Wednesday, 19 June 2013

Spending Twenty Pennies

Some time ago, the shopping centre in a neighbouring town introduced charges to use the public toilets. The conveniences themselves were refurbished, a turnstile entry system installed and a 20p charge applied.

Decided on symbolic rather than graphic picture
A large number of people then proceeded to moan about the charges, which admittedly took a bit of getting used to after being free for so long. However, I have seen the benefits of this system – cleaner toilets with paper and soap always readily available and no graffiti or vandalism!

Meanwhile, some shoppers were so outraged (I presume this was a small minority) that they refused to use the toilets, and a nearby clothing retailer had to close off their changing cubicles due to ‘misuse’. I will spare you the details as related to me by a shocked shop assistant, but can you believe that people would stoop so low?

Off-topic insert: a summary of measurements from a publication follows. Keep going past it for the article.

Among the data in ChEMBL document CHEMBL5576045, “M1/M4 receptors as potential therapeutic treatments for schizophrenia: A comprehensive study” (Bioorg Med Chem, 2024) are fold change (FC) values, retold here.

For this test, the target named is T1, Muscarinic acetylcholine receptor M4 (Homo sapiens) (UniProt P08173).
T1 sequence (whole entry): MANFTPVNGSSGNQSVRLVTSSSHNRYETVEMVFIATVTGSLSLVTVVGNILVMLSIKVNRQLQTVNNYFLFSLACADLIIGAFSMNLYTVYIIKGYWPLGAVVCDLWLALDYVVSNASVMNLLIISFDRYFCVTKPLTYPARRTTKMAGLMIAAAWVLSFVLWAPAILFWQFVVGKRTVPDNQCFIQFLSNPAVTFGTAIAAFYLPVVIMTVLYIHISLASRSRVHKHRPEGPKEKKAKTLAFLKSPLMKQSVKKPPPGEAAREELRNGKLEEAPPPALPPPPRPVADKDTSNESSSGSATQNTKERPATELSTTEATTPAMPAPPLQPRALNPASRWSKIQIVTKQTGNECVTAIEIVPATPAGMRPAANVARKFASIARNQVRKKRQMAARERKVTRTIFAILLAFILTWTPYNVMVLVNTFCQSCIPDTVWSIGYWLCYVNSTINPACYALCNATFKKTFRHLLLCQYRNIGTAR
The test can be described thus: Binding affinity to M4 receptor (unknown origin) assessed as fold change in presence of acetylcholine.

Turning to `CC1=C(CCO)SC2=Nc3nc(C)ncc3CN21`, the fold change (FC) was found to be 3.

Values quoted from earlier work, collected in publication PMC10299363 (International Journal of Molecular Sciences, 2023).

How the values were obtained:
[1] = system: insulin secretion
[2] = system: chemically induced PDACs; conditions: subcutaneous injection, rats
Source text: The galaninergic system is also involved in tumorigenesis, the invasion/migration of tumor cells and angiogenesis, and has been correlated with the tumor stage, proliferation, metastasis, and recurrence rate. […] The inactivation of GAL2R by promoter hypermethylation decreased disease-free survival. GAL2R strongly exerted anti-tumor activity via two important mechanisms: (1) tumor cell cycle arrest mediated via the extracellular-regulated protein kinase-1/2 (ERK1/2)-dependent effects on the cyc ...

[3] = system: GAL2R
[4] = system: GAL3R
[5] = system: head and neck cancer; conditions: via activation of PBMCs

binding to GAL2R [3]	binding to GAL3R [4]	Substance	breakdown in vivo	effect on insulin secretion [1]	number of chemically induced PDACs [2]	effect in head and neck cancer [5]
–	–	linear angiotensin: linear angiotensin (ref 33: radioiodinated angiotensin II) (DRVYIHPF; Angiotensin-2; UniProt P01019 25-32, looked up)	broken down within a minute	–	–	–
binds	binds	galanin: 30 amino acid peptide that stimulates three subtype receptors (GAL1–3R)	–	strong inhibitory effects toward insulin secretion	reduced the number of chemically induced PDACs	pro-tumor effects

Years ago, there was commonly a charge in place for public toilets, originally a penny, later I remember a 2p charge. In those days you put your money directly in the door of a cubicle, sometimes discovering that you had got the short straw and had paid for a cubicle in a right old state. At least now with the turnstile system, you can opt for a toilet that you actually feel that you can use.

The first recorded incidence of having to ‘spend a penny’ to use a public toilet was at The Great Exhibition in London in 1851. The phrase has stuck as a euphemism to this day, although not so widely used.

So whilst many public toilets remain free to use, there are cases where the introduction of charges has definitely lead to an improvement to facilities. Do you agree with charges to use a public toilet?

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1 comment:

  1. Oh, don't get me started ... 30p in the London stations, (except for Cannon Street, where it's free)

    And in Venice - by the Accademia Bridge - €1.50!!!